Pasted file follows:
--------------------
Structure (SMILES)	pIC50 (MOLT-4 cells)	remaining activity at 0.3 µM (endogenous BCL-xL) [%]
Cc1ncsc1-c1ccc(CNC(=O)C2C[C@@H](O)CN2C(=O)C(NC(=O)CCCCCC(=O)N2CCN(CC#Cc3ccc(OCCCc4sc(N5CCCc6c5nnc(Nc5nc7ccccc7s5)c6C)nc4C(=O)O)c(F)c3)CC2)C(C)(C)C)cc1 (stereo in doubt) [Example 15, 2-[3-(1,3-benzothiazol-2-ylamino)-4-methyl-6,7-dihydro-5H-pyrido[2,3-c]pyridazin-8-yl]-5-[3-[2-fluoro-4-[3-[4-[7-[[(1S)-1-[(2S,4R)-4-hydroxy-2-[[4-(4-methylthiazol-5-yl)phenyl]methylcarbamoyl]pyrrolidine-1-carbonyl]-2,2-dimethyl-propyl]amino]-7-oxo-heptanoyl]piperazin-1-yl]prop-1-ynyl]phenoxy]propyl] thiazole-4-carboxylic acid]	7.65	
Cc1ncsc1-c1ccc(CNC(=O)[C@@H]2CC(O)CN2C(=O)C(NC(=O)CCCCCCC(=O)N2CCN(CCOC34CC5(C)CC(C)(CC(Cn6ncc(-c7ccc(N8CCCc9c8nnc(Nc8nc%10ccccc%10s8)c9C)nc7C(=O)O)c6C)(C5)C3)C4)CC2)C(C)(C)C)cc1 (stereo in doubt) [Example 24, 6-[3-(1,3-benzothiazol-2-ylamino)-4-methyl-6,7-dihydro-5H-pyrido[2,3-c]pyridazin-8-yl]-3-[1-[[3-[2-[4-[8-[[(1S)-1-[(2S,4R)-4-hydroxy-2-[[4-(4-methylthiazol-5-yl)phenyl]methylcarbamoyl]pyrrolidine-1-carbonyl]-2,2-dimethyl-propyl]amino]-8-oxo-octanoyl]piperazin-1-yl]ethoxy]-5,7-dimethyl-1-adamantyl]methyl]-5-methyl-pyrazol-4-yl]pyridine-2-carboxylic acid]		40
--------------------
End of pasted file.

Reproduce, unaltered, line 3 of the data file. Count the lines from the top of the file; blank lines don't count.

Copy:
Cc1ncsc1-c1ccc(CNC(=O)[C@@H]2CC(O)CN2C(=O)C(NC(=O)CCCCCCC(=O)N2CCN(CCOC34CC5(C)CC(C)(CC(Cn6ncc(-c7ccc(N8CCCc9c8nnc(Nc8nc%10ccccc%10s8)c9C)nc7C(=O)O)c6C)(C5)C3)C4)CC2)C(C)(C)C)cc1 (stereo in doubt) [Example 24, 6-[3-(1,3-benzothiazol-2-ylamino)-4-methyl-6,7-dihydro-5H-pyrido[2,3-c]pyridazin-8-yl]-3-[1-[[3-[2-[4-[8-[[(1S)-1-[(2S,4R)-4-hydroxy-2-[[4-(4-methylthiazol-5-yl)phenyl]methylcarbamoyl]pyrrolidine-1-carbonyl]-2,2-dimethyl-propyl]amino]-8-oxo-octanoyl]piperazin-1-yl]ethoxy]-5,7-dimethyl-1-adamantyl]methyl]-5-methyl-pyrazol-4-yl]pyridine-2-carboxylic acid]		40